Stake

Intel is turning McAfee into a separate company.

A worker mounts an Intel sign on a pavilion at San Francisco's Super Bowl City attraction on Jan. 27, 2016.

Credit: Stephen Lawson

Intel is selling off a majority stake in its McAfee unit and turning it back into an independent security company.

Intel made the deal with investment firm TPG, which will own a 51 percent stake in the new McAfee company. Intel will own the remainder.

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As part of the deal, Intel is receiving $ 3.1 billion in cash. It originally bought McAfee back in 2011 for $ 7.7 billion -- a deal that caused some industry watchers to scratch their heads.

Intel is best known as a chipmaker, but at the time it was also hoping to improve  security around its products. PC security was a major concern back then, said Nathan Brookwood, principal analyst at Insight 64. But now cyberthreats are moving to target the cloud and servers.

"McAfee had relatively little to do in cloud security. While Intel didn't lose a lot of money, it never was a huge win," he said.

In 2014, the chipmaker rebranded its McAfee business as Intel Security. However, reports about a possible McAfee sale circulated earlier this year as Intel worked to restructure its business amid lagging PC sales. In April, the company announced it would cut 12,000 jobs.  

Intel will continue partnering with the McAfee unit on security. Chris Young, the general manager for Intel Security, will be head of the new company. In a
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Assaf Regev

Assaf Regev serves as the product marketing manager for the web fraud portfolio of Trusteer, an IBM Company, part of IBM’s Security Systems division. Assaf holds a BS.c in...

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According to data from IDC, the worldwide smartphone market is in excess of 2 billion units. By 2017, the smartphone market share will reach 70.5 percent, up more than 10 percent compared to 2013.

In addition to IDC’s findings, the recent “Consumers and Mobile Financial Services 2016” report stated that 43 percent of mobile phone owners perform online banking via a mobile device, up from 39 percent last year. Additionally, 53 percent of smartphone owners use mobile banking.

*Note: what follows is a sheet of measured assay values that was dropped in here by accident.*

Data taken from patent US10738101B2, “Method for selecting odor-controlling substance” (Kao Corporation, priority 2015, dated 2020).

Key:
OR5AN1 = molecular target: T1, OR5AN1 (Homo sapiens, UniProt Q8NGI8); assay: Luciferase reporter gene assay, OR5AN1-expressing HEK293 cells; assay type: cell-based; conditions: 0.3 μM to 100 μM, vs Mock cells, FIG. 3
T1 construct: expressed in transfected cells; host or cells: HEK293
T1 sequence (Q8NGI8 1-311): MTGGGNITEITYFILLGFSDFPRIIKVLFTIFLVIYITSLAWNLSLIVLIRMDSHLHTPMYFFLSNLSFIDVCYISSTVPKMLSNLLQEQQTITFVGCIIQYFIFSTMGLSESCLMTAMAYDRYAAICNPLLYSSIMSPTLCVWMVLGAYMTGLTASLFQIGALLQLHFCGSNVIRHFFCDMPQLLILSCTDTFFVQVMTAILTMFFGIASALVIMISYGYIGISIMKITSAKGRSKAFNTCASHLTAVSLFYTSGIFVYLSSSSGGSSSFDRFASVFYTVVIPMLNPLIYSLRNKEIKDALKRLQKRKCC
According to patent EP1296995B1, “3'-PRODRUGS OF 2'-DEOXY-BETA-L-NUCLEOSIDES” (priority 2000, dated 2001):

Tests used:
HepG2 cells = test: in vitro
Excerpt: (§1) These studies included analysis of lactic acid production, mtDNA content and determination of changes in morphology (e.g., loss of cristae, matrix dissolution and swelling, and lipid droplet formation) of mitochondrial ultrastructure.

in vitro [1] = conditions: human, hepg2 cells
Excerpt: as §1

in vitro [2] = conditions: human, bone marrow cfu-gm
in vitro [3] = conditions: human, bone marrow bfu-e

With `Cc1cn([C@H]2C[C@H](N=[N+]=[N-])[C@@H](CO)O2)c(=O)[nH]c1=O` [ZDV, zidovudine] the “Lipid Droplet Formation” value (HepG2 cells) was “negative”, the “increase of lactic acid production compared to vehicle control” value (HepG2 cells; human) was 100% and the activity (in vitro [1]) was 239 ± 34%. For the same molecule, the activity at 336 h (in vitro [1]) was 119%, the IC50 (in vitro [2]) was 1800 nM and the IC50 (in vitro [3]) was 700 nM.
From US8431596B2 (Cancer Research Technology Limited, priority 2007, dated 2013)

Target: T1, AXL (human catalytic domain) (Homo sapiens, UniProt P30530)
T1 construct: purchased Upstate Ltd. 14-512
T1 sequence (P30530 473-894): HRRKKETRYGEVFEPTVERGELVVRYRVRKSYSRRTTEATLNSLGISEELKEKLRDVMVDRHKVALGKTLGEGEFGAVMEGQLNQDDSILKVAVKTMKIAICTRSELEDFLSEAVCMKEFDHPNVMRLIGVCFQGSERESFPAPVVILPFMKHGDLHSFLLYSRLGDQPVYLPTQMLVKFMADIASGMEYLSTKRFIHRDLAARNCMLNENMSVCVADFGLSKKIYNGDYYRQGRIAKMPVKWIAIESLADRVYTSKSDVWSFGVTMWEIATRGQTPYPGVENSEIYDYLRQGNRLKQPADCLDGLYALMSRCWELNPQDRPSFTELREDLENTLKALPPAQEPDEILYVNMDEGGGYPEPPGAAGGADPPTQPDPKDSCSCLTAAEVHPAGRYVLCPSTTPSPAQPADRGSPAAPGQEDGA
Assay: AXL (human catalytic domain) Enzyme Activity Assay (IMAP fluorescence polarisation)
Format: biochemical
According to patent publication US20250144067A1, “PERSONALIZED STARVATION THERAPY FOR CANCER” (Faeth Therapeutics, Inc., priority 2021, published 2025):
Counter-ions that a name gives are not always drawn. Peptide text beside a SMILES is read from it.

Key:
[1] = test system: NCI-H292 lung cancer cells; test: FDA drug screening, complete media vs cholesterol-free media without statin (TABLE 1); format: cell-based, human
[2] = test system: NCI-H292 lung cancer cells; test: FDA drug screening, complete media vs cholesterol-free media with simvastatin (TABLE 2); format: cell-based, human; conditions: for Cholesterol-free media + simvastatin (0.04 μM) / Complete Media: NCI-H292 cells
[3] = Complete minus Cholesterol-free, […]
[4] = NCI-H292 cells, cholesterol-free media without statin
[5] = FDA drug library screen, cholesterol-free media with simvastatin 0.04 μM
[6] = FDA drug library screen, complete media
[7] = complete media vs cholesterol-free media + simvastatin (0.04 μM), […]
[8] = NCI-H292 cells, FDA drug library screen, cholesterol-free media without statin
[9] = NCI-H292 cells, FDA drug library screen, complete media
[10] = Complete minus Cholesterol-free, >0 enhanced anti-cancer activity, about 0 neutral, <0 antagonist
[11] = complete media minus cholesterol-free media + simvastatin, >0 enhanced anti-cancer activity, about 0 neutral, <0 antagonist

A Stake in the Ground

It’s evident that consumers expect to interact with services such as e-commerce, gaming and online banking through their mobile devices. As a result, organizations offering new services must keep up with the ever-growing mobile landscape and any associated regulatory guidelines.

The Federal Financial Institutions Examination Council (FFIEC) recently issued guidance that focused on risks associated with mobile financial services (MFS). The publication also emphasized an enterprisewide risk management approach for more effective risk mitigation.

The agency put a stake in the ground, issuing a new set of security guidelines for mobile banking in late April 2016. This was an important update to the organization’s previously released handbooks. With these new guidelines, the FFIEC set the foundation for 24/7 online banking services of all types, including a set of detailed, actionable directives.

Read the white paper to learn to how to protect Mobile Financial Services

Protecting Mobile Financial Services

More generally, financial institutions looking into protecting existing and new MFS should consider the following:

  • The main channels for mobile banking, such as SMS messaging, mobile-enabled websites, mobile applications and wireless payments;
  • The risks and potential implications on the various aspects of the offered service, including strategic, operational, compliance and reputational risks;
  • The means of identifying, measuring, assessing and mitigating the risks across all applicable categories, which includes the likelihood and impact of such risks and their potential effect on the service and the organization; and
  • The processes and systems in place to help validate and report whether the offered product or service meets operational expectations.

Financial institutions looking to address the above issues must make sure these objectives can be aligned with their short- and long-term strategic plans. To help address security concerns related to mobile financial services, financial institutions can embed the IBM Security Trusteer Mobile SDK in proprietary mobile banking applications via a dedicated security library for Apple iOS and Google Android platforms.

For more information, download the white paper to see how IBM solutions can help protect mobile financial services and provide effective and sustainable fraud prevention.

Topics: Banking, Mobile, Mobile Banking, Mobile Devices, Mobile Security, Risk Management


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